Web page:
1. My point about the analogy is not to say that ‘it is liable to be taken in the wrong way’, but that it inadvertently points the hearer in the wrong way. If you “replace” the replaced tire with a “restored” tire, then you could avoid the analogy pointing in a “replacement” direction. Of course, people may continue to misunderstand, but at least you’ve removed all the obstacles possible on your end. Make sense? (Of course, you may want theologically to have the tire replaced in which case the analogy will work…but I don’t think this is what Paul is doing)

        2. On replacement v. restoration, I’m thinking of Ezekiel’s prophetic expectation that the new covenant would mean that they could keep the Law through God’s Spirit, which is precisely what Paul states in Gal 5–6. This, of course, gets into all sorts of tricky issues re: Paul and the Law and life in the Spirit, but at least this is what Paul seems to be doing in Gal 5–6.

        3. Remember Paul is talking about Gentile inclusion when he says that circumcision counts for nothing. That he circumcised Jewish Timothy (Acts 16) but refused to circumcise Gentile Titus (Gal 2) is a case and point. (yes, I think Acts is historically reliable here–and elsewhere).

        Great discussion here…feel free again to refute!

  12. I like the analogy, the only thing I’d add to clarify to your audience is “covenant” and that the Gentiles get to hitchhike in Israel’s (remmant) after its been to the service station for repair of the right sized tire! LOL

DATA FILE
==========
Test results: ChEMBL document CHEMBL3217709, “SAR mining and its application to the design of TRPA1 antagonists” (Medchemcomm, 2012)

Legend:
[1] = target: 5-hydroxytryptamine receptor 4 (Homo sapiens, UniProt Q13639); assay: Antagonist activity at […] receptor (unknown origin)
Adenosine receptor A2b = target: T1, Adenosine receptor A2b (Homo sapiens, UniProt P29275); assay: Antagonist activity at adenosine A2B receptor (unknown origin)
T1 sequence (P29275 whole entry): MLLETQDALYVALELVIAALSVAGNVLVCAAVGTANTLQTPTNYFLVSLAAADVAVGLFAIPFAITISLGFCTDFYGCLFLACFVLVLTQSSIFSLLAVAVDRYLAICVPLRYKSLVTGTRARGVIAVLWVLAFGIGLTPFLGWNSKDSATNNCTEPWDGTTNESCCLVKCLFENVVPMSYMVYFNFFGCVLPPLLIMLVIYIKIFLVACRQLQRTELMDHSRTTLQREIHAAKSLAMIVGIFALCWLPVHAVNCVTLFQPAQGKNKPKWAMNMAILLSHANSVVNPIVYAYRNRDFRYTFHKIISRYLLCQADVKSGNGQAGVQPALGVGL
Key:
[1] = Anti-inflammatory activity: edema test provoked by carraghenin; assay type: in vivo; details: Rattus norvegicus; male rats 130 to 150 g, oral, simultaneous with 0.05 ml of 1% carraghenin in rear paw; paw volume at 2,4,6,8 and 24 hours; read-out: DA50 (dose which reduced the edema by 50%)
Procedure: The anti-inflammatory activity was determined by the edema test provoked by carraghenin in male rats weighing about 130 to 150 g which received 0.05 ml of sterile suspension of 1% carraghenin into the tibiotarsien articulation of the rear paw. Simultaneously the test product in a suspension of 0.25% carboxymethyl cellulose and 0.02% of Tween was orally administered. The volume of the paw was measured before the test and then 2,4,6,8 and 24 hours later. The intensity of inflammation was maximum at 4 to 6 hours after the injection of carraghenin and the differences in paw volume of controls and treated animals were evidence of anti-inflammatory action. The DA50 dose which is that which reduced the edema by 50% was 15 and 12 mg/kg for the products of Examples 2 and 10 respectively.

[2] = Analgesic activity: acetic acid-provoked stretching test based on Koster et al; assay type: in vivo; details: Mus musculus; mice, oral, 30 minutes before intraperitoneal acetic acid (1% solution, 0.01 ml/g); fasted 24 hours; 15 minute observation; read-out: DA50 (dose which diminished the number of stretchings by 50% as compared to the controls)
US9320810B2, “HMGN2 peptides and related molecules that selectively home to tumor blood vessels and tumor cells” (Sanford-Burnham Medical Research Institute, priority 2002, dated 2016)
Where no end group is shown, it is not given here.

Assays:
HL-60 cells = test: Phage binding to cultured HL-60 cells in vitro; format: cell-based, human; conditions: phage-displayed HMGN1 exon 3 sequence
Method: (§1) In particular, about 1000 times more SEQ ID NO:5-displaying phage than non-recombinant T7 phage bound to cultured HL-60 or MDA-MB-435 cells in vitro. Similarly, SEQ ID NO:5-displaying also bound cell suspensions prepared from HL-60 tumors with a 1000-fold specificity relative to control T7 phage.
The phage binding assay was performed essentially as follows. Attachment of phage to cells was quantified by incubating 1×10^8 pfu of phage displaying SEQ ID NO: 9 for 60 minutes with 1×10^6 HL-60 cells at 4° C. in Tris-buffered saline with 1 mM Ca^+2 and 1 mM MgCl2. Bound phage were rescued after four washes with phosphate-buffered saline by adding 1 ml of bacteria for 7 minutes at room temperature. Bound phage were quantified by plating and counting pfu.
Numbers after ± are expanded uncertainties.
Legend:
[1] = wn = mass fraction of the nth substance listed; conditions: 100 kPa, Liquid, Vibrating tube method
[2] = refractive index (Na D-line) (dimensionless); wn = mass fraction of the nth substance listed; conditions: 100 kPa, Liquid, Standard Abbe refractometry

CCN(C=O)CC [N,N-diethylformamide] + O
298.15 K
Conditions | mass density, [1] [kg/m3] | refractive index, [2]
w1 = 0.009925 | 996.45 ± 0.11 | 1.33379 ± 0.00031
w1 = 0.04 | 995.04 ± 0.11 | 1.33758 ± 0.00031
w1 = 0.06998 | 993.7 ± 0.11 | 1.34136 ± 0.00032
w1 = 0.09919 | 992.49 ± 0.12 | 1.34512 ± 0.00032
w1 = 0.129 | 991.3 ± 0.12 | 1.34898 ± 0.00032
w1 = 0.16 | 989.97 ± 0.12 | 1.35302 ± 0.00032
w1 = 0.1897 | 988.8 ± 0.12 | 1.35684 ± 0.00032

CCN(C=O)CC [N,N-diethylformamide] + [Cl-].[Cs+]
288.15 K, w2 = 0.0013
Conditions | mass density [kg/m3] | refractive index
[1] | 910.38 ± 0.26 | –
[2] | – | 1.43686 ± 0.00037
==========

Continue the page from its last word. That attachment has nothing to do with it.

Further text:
13. Justin – since I respect your expertise in all things Galatians, I am happy to continue in this useful discussion, though I don’t think we will end up in the same place!

    Basically, I think we need to work through, in the analogy, what the tire actually corresponds to. If it is the covenantal relationship, then yes – it needs to be restored. If it is the Mosaic law and its commands, I can’t really see that being restored for Gentile Christians.

    Using your Ezekiel example, what do we mean by “keeping the Law” – if it is the heart of the law, then I think you are right and replacement is not appropriate. If Keeping it means keeping its time-bound forms of circumcision, Sabbath-observance, dietary restrictions, etc.., then I think we are again dealing with ‘replacement’, though I don’t prefer that term either.

    I tried to manage the restoration end of the analogy by focusing on the fact that it is the SAME car, the spare tire served the same kind of function as the old blown tire and the new tire that comes after the spare. The CAR is restored, but the tire is replaced.

    Part of the problem with the analogy is that sometimes we are not sure with Paul’s language of law, when he is referring to it in the most specific sense (commands and regulations of the Mosaic law), when he means it as Torah in general, and when he is talking about the Jewish Scriptures as a whole. In my analogy, I try to focus basically on the most restrictive senses, but to include all the senses would take a complex analogy.